Embarras Site, December 2003
By Wayne May and Frank Joseph
Since July 2003 we have been trying to gain access to the Embarrras site at the base of the bluff, which is difficult to reach. We have now given this up because it has been too much trouble with many delays. We have placed much expense and time to arrange for all parties to converge and begin excavation. We will not be excavating at the location that we believe served as a main door at one time past.
We will be selecting a spot on top of the bluff property. This puts us at the greatest distance to attempt entrance with the most cost. The landowner continues to support our work to expose the tunnel system which is beneath his property.
On October 18th, we met at Olney to begin our first leg of pre-excavation preparation. We drilled two 6" shafts on the side of the tunnel, one at 40' the other at 60'. The purpose was to check our reading on the GPR scans which were published in the June Issue, Number 51 of AA on page 37.
The 6" shafts will show up nicely with our GPR scan so we can confirm our depth and width readings received on that GPR scan. Reason to confirm is monetary. We have enough money for two days ($16,000 per day) of drilling with the 48" drilling shaft which will give us an entrance. We want to be sure (as best we can) that we are on top of the tunnel system at the best location.
The drillers have told us repeatedly, that a 36" wide tunnel could be missed and we could drill right past the cavity. We are doing all we can to insure success at the distance which we feel is a 40 to 60 foot depth. However, if our depths are wrong, we can determine this by scanning the two 6" shafts as a measure against our previous scans which will be obtained early December. This could be a very significant find in the history of archaeology.
Since the discovery of Burrows Cave (1982) containing literally thousands of stone and golden artifacts from Roman-era North Africa, the search has been undertaken by several men. The site Ancient American has been working on is in Richland County, Illinois. There are other claims to this cave find of 1982 in Marion County, Illinois.
During November 2003, modern ground-penetration radar-scans of its suspected location and infra-red scanning have yielded additional provocative images of dead-straight corridors leading to rectangular and triangular chambers sixty feet beneath the surface of farm-land in southern Illinois, near the west bank of the Embarras (pronounced "Ahmbahrah"), a tributary of the Wabash River.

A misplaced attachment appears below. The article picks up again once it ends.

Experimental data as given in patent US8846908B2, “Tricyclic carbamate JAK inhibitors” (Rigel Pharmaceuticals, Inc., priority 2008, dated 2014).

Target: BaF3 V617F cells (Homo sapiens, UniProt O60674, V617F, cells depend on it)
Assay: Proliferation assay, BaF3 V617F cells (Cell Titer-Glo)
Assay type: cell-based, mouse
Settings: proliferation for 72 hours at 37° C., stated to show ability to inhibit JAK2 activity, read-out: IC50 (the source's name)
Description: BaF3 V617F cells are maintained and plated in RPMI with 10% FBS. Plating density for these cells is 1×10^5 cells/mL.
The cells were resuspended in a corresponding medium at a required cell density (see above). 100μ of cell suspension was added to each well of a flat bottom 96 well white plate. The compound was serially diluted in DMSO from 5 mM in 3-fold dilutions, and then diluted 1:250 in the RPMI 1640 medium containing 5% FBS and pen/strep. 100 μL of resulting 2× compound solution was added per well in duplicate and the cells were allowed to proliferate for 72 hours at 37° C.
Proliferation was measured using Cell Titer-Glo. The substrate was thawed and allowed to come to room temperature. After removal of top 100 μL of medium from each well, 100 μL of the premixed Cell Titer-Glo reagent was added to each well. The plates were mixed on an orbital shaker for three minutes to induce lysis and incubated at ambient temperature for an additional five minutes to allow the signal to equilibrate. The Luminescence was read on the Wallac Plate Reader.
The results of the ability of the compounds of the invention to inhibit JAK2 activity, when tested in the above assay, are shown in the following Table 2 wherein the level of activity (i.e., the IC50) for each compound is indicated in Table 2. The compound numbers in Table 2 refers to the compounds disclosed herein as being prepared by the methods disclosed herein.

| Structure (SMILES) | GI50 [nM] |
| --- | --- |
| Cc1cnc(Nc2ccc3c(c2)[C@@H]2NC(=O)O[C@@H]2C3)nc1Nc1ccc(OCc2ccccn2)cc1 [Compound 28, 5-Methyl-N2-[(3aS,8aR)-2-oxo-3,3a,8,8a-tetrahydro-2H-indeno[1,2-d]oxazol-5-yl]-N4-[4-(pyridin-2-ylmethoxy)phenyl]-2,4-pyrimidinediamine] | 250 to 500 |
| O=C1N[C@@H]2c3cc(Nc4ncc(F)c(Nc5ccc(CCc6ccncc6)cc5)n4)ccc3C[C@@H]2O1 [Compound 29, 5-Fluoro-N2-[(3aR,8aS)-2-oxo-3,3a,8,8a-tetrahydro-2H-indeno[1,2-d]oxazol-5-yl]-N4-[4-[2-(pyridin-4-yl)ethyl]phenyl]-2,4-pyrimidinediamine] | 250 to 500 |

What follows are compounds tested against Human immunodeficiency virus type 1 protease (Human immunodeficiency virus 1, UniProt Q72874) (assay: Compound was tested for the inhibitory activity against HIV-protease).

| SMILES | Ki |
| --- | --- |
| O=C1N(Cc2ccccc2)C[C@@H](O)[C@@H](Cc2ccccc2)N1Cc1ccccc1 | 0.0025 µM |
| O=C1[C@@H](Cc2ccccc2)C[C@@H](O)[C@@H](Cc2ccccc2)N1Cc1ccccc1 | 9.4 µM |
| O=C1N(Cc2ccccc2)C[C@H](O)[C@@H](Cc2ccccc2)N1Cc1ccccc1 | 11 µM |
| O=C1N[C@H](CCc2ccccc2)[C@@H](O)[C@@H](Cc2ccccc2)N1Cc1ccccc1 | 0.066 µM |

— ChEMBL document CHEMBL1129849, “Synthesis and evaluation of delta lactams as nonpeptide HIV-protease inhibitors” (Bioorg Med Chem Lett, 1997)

Exceptionally detailed readouts actually reveal a disconnected series of subterranean rooms with average dimensions of roughly twelve by fifteen feet. They appear to have originally formed an inter-connected network since divided by the collapse of other tunnels destroyed probably by seismic activity over the last two millennia. Southern Illinois is known for its geologic instability, and experienced North America's most sever known earthquake, the New Madrid, in 1812. Reaching a Richter Scale degree of 8.7, it temporarily reversed the flow of the Mississippi and Ohio River, and rang church bells across the continent as far away as Boston. Given the tectonic nature of this region, the survival of any underground features for 2,000 years attests to their strong construction. Although testing for their age has not yet begun, they are not part of some modern mining, sewage plumbing or drainage works, because no excavation of any kind has ever been allowed by the present owners, direct descendants of the same pioneer (4th generation) families who occupied the Embarras in the early 19th Century.
If this is the site found in 1982, analysis of the more than 7000 artifacts already removed from that cave mostly implies that they were made by refugees from the Roman conquest of North Africa, in 41 AD. Faced with either extermination or evacuation, it is believed the defeated leaders of Mauretania, a once-powerful kingdom in present-day Morocco-Algeria, fled across the mid-Atlantic Ocean. Arriving in the Americas, they battled tribes of native peoples, until finally making a home for themselves in southern Illinois. There, they excavated a labyrinth of tombs for their privileged dead, portrait stones of loyal followers, and a royal treasure (see AA#16).
A new determination on a designated spot to drill will be forth coming. A December or January attempt to open is very likely.
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